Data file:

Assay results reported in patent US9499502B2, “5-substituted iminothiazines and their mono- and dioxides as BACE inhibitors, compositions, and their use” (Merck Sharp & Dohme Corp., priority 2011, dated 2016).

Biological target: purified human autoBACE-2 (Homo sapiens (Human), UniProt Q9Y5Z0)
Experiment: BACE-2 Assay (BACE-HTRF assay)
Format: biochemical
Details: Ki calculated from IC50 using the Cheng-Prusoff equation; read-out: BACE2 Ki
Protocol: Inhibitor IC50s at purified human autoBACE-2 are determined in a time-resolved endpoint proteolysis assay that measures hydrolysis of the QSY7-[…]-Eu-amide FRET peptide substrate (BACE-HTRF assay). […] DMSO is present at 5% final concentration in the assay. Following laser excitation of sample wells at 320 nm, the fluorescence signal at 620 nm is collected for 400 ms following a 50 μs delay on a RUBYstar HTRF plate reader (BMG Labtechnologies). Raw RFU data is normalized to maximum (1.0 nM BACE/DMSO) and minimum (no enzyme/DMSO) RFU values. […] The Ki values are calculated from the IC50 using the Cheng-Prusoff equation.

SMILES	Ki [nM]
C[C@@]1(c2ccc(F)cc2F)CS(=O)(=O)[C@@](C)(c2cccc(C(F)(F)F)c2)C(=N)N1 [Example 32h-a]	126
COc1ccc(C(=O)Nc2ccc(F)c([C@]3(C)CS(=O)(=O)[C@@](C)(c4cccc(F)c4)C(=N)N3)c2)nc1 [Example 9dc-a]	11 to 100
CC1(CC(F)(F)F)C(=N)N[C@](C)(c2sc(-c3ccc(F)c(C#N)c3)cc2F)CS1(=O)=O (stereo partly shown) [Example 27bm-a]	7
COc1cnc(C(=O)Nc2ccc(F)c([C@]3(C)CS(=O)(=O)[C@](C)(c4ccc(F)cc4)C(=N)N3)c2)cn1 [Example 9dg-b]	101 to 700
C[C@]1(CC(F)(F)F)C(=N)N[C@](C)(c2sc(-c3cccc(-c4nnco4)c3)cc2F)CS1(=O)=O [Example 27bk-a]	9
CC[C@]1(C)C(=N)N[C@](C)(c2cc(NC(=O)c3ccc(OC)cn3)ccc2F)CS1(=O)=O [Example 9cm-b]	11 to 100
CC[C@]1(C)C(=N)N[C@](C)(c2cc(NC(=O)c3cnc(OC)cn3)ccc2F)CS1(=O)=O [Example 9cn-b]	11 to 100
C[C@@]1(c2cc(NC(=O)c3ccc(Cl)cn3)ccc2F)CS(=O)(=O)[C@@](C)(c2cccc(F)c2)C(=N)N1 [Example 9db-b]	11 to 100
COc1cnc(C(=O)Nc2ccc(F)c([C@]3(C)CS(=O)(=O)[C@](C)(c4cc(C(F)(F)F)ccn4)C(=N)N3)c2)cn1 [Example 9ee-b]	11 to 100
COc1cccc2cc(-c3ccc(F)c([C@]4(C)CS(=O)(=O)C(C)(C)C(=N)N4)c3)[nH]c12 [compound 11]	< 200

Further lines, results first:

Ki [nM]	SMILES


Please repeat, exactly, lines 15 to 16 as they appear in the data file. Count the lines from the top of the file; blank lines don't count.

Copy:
C[C@@]1(c2cc(NC(=O)c3ccc(Cl)cn3)ccc2F)CS(=O)(=O)[C@@](C)(c2cccc(F)c2)C(=N)N1 [Example 9db-b]	11 to 100
COc1cnc(C(=O)Nc2ccc(F)c([C@]3(C)CS(=O)(=O)[C@](C)(c4cc(C(F)(F)F)ccn4)C(=N)N3)c2)cn1 [Example 9ee-b]	11 to 100